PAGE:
I have regularly used over the counter (Neutrogena) salicylic acid to treat my acne (my skin is not sensitive at all and I have never had irritation using this daily for my acne in the past). This past winter, I had flare-ups of acne due to stress. They are now mostly gone, and I have some red marks or mild acne scars left (nothing more than superficial ones). Would a 20% Salicylic acid peel would be safe for me to try out?
20% Salicylic Peel for Mild Acne?
Doctor Answers (3)
Salicylic peels are very effective and safe for mild to moderate acne
Salicylic acid 20% or 30% is generally safe for most people and can be very effective in clearing up mild to moderate acne.
They are generally spaced 2 weeks apart, and I usually recommend 3-6 peels initially, depending on the severity of acne.
For the red marks from old acne, I would recommend the pulsed dye laser, which can help them to clear up more quickly. I would recommend seeing a dermatologist who performs peels and laser therapy on a regular basis.
20% Salicylic Acid Peel for Acne
20% Salicylic Acid peels work well for resolving mild-moderate acne. Best results are seen when these peels are performed in a series (3-5 treatments). Most over-the-counter skin care products contain 2% salicylic acid. To diminish the red marks/acne scars, I would recommend the Fraxel Laser for any pitted scars or the Vbeam Laser for the scars that are red.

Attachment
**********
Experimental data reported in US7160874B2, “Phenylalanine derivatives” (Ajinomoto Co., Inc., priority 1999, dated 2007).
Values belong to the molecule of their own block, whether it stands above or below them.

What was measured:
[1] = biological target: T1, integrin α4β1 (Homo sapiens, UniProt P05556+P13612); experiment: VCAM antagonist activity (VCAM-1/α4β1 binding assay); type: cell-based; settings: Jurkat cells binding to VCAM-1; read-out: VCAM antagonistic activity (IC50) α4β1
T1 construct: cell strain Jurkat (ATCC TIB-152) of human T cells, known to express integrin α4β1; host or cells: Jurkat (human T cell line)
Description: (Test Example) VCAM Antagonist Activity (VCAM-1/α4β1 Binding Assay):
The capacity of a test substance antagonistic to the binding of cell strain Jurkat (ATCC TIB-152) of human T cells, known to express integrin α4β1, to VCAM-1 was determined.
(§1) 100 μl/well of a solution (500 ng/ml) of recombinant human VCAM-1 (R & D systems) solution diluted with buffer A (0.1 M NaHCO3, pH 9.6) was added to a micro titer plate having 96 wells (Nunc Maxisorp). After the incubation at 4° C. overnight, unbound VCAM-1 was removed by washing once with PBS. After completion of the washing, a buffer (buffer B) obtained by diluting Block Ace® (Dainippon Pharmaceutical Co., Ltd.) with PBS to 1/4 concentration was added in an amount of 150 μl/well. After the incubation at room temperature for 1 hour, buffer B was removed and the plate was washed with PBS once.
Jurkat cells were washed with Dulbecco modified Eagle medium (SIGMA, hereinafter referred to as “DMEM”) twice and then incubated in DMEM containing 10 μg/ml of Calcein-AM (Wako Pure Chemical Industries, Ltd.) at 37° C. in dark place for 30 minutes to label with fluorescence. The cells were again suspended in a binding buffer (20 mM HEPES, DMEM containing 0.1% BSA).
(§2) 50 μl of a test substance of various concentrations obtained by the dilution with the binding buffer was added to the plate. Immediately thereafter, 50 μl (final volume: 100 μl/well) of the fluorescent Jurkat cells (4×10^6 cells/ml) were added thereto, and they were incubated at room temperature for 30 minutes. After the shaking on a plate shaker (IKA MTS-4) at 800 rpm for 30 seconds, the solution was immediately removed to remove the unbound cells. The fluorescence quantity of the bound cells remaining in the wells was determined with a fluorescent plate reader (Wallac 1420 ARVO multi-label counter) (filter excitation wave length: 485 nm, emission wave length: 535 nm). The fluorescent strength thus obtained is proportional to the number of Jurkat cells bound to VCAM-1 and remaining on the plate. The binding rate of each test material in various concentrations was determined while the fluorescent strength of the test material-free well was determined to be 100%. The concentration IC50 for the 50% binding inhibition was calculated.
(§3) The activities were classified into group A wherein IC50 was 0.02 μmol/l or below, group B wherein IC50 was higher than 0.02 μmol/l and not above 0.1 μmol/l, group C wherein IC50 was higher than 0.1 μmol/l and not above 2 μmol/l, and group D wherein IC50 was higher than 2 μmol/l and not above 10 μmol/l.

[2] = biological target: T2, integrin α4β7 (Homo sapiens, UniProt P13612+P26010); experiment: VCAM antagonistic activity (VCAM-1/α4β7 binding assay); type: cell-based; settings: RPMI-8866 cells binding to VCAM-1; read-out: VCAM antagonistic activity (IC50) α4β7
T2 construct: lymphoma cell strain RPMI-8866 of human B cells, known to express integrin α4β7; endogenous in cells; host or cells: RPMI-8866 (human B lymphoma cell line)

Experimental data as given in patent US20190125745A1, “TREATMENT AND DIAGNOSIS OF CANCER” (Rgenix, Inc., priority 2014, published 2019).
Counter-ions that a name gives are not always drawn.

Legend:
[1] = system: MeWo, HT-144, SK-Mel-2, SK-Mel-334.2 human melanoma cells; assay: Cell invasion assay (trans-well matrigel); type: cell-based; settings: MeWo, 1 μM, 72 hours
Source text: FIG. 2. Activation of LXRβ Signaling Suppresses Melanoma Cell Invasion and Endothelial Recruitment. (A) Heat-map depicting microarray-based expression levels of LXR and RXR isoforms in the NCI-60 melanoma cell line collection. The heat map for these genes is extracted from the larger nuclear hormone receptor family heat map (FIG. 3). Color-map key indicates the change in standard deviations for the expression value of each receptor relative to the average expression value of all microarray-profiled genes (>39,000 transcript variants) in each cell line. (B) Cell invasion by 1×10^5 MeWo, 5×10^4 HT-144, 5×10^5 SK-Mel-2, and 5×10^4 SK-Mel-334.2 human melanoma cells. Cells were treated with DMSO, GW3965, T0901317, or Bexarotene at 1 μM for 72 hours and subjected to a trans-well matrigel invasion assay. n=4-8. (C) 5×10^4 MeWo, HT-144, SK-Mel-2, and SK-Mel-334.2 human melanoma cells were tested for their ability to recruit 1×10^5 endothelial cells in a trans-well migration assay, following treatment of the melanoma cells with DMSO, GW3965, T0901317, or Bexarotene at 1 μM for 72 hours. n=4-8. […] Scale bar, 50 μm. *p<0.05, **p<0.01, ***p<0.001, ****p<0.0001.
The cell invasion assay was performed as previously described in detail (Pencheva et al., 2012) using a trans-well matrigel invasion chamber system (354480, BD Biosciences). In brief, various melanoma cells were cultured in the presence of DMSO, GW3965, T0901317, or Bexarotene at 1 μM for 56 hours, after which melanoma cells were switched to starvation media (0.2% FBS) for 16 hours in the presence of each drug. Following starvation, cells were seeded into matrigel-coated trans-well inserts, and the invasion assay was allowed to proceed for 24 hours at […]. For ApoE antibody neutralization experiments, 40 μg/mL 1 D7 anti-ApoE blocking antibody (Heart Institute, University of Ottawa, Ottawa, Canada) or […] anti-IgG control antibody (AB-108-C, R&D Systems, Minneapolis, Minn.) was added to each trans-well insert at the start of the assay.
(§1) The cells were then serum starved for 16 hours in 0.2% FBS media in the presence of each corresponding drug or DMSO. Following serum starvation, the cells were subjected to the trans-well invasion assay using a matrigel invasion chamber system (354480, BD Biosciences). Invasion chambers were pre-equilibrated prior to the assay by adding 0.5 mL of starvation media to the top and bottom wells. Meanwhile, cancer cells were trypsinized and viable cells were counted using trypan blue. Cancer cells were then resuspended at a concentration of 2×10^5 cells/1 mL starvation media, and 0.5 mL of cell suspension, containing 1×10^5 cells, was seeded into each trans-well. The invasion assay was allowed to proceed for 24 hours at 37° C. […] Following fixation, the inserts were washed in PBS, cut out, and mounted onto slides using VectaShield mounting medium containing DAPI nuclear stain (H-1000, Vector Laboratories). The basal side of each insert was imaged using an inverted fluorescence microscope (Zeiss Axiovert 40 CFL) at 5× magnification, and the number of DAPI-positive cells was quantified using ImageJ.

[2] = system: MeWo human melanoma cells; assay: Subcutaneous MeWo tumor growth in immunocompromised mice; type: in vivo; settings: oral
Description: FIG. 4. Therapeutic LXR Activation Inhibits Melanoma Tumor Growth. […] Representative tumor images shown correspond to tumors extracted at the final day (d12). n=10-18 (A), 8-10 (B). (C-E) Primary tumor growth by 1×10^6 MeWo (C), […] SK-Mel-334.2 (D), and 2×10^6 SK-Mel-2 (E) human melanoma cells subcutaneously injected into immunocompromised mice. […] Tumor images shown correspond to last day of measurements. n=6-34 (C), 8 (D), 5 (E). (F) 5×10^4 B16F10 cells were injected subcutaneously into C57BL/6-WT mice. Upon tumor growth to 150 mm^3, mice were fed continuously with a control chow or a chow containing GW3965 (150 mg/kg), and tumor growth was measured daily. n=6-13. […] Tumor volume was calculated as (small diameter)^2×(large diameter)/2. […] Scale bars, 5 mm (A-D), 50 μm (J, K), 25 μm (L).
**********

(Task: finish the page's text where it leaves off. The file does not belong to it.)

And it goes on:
Salicylic acid peels are excellent for acne!
Salicylic acid peels have been shown in scientific studies to be helpful in the treatment of acne. Compared to glycolic acid, which is also helpful, salicylic acid seems to be better at getting into the hair follicles where acne occurs. They are also helpful in clearing up the blemishes that can accompany acne in patients with darker skin. If the acne is very mild, sometimes a monthly peel is enough to keep things under control but usually it should be paired with an acne medicine regimine.
Web reference: http://www.aglowdermatology.com
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These answers are for educational purposes and should not be relied upon as a substitute for medical advice you may receive from your physician. If you have a medical emergency, please call 911. These answers do not constitute or initiate a patient/doctor relationship.
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